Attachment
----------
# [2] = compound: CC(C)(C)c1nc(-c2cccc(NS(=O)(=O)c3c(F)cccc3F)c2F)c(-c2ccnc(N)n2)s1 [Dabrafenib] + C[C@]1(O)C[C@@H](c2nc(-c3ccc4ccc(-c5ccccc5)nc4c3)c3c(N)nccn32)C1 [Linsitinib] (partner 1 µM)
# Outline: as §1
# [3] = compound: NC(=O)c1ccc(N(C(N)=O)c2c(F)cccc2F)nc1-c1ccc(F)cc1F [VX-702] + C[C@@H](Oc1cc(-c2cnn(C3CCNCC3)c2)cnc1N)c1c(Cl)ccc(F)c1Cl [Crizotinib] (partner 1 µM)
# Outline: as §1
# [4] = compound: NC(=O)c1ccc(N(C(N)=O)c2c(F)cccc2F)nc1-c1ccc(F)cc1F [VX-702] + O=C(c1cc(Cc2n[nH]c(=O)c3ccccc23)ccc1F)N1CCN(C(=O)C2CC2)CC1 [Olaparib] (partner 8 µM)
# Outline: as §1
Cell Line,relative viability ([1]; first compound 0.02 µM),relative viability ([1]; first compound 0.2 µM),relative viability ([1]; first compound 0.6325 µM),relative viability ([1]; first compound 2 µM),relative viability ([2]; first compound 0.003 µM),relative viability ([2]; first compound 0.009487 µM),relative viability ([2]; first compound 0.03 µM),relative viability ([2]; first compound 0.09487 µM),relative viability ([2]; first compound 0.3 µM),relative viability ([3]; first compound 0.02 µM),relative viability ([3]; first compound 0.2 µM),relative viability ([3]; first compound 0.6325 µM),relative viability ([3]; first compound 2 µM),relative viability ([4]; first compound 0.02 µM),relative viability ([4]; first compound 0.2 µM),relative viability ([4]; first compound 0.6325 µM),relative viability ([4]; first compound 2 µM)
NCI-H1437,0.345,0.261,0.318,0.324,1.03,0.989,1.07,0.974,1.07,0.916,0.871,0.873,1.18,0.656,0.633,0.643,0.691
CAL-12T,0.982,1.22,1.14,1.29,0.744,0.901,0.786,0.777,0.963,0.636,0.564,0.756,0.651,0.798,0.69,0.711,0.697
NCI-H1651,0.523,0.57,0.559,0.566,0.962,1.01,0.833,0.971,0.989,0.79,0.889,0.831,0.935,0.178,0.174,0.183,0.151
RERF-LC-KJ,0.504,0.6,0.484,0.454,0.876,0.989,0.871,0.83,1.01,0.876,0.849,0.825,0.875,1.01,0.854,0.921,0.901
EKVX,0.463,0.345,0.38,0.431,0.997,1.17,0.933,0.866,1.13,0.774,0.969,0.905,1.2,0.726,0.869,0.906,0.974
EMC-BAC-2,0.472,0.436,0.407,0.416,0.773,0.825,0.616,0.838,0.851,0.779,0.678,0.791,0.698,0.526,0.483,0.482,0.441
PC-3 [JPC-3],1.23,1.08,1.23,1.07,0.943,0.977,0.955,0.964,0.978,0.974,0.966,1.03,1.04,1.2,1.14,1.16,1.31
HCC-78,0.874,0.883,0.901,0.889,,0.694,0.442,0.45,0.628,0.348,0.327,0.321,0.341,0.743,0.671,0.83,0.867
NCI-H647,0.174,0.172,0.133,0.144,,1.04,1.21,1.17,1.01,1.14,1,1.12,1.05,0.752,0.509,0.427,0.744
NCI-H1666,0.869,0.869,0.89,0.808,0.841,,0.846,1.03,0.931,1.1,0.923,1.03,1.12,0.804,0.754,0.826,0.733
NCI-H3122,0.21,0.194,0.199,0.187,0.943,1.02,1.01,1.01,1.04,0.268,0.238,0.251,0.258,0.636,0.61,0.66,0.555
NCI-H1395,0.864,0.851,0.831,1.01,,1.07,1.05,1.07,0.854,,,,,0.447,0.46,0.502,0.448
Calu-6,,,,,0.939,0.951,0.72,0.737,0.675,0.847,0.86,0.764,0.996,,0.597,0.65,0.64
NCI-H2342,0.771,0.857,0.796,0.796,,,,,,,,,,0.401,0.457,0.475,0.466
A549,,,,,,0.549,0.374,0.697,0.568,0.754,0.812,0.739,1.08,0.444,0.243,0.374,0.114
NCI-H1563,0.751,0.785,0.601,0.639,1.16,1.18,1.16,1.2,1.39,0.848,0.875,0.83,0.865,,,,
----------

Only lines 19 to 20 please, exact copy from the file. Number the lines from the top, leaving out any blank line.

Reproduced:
NCI-H1395,0.864,0.851,0.831,1.01,,1.07,1.05,1.07,0.854,,,,,0.447,0.46,0.502,0.448
Calu-6,,,,,0.939,0.951,0.72,0.737,0.675,0.847,0.86,0.764,0.996,,0.597,0.65,0.64